Snacking is an art, and some people are more artistically inclined than others. Children usually have a natural aptitude for snacking, which forces people with kids to develop snack-building skills out of necessity, so if we were to trace the history of the snackle box back to its inventor, I’m sure we would find a mum.
I certainly did not invent the snackle box, but I’m a fan. A reader brought the snacking format to my attention a while ago, and I have been seeing iterations of it across various food-focused Facebook groups for months now. It is, as you can see, a very cute and practical idea.
A tackle box (which is what you call a snackle box before you put any snacks in it) is a great snack transportation system for a couple reasons: It keeps your various little foods neat and organised, while keeping your more delicate snacks from being crushed.
The partitions in the box also keep the various foods from touching each other, which I hear is important to some children (and some adults, for that matter).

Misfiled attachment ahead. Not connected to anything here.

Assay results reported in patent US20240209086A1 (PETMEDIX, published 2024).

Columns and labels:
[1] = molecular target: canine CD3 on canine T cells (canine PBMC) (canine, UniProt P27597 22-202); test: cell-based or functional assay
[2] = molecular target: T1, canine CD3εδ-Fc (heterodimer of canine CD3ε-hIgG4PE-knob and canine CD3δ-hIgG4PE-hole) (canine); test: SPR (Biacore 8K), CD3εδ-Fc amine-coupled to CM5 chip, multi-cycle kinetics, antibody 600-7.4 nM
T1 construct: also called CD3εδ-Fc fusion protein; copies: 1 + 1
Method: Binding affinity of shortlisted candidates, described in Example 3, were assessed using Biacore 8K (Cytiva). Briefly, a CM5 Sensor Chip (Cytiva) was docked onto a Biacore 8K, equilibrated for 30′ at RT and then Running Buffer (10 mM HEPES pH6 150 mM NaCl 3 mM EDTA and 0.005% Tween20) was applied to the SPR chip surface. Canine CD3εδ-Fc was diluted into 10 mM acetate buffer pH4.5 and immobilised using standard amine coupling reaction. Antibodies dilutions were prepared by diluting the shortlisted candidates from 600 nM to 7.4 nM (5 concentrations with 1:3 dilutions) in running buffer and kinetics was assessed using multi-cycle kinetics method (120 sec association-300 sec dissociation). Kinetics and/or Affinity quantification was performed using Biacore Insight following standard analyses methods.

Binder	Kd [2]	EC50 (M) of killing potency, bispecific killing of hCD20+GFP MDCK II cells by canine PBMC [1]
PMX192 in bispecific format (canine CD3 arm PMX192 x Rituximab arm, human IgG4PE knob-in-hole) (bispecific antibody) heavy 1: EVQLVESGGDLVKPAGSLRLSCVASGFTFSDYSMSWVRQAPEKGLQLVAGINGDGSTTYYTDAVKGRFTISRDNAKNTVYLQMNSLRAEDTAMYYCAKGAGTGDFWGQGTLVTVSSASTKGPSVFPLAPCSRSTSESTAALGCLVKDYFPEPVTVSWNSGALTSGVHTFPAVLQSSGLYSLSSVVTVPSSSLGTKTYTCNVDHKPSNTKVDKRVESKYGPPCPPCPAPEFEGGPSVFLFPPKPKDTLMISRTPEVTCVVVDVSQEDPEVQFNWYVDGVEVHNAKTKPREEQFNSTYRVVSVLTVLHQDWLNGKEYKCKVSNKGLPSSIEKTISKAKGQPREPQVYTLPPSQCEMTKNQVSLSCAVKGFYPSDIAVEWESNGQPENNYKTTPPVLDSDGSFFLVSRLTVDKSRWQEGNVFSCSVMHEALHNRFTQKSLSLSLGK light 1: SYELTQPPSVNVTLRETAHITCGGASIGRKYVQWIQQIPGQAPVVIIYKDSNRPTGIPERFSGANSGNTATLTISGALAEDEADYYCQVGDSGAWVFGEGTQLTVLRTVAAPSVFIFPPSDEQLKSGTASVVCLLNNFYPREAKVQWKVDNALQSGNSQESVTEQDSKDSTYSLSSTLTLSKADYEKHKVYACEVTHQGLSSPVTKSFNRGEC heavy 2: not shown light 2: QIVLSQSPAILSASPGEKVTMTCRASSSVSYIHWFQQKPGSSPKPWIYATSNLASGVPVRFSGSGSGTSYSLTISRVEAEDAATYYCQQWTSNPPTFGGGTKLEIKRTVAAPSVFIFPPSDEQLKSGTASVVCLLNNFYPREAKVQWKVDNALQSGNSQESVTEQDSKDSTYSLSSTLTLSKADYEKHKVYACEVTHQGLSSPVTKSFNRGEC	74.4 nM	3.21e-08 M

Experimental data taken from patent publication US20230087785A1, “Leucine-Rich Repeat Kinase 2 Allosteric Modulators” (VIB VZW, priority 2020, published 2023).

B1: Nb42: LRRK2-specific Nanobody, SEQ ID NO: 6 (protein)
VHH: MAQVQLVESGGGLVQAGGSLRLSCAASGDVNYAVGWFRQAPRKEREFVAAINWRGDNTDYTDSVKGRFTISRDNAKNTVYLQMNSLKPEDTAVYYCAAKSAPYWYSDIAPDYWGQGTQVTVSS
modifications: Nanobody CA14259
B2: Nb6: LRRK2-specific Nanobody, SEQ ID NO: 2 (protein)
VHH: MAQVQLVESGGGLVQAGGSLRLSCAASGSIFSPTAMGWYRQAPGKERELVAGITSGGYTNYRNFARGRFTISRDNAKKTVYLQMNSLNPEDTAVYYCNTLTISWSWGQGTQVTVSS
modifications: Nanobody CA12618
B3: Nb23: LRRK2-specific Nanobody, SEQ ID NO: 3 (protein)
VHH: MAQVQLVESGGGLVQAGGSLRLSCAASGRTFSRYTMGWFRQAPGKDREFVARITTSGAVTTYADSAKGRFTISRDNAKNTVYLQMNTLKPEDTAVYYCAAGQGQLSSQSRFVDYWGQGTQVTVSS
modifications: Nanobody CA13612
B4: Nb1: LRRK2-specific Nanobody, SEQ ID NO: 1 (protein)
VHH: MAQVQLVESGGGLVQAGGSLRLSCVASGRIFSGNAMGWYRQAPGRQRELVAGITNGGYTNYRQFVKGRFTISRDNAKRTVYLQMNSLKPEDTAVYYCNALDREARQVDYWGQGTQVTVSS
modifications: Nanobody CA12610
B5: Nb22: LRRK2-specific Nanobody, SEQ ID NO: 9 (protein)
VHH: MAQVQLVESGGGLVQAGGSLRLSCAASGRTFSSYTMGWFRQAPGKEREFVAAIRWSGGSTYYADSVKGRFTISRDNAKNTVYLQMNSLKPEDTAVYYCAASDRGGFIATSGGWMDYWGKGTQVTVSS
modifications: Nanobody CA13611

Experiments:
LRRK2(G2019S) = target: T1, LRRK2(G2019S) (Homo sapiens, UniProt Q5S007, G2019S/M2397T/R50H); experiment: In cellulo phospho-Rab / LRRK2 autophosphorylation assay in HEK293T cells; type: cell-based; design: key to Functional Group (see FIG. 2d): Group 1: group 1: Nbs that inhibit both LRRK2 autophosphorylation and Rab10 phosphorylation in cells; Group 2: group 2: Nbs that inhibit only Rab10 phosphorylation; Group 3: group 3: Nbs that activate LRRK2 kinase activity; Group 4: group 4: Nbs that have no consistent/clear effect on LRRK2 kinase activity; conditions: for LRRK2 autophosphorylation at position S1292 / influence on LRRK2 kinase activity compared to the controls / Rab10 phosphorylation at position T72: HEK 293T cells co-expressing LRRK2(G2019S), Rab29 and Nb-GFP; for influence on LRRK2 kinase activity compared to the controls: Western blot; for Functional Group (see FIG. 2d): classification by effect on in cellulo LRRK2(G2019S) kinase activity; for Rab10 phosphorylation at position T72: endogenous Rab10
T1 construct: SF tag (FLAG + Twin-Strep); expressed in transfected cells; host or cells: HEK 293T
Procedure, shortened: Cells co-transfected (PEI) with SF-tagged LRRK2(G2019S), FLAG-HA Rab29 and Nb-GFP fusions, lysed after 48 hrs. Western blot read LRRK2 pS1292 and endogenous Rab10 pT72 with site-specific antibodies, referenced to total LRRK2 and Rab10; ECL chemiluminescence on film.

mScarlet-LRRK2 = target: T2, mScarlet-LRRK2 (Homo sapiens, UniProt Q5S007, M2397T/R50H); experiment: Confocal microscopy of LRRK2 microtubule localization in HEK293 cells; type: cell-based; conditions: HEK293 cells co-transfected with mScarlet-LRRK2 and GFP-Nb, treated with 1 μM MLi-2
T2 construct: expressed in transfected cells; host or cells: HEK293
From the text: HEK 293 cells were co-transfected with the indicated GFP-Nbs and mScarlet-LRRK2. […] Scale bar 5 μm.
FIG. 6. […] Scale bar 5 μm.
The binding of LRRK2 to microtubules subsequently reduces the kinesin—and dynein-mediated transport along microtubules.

When choosing a tackle box to become a snackle box, I would suggest one with moveable partitions, so that you can customise your box to fit your needs and adjust your snack ratios as need. (If you want a 1:1 ratio of crackers and dried cherries, I support you — I just don’t want you to be beholden to any one format.)
What should you pack in your snackle box? Snacks, of course. Build it like you would any charcuterie, cheese, or snack board, and include a wide variety of flavours and textures. Start with a meat, a cheese, and a carb, and build it out from there with pickles, olives, dried fruit, fresh fruit, nuts, and any other snacky items you have hanging out in your pantry. Just make sure to save a compartment for dessert (both in the box, and in your stomach).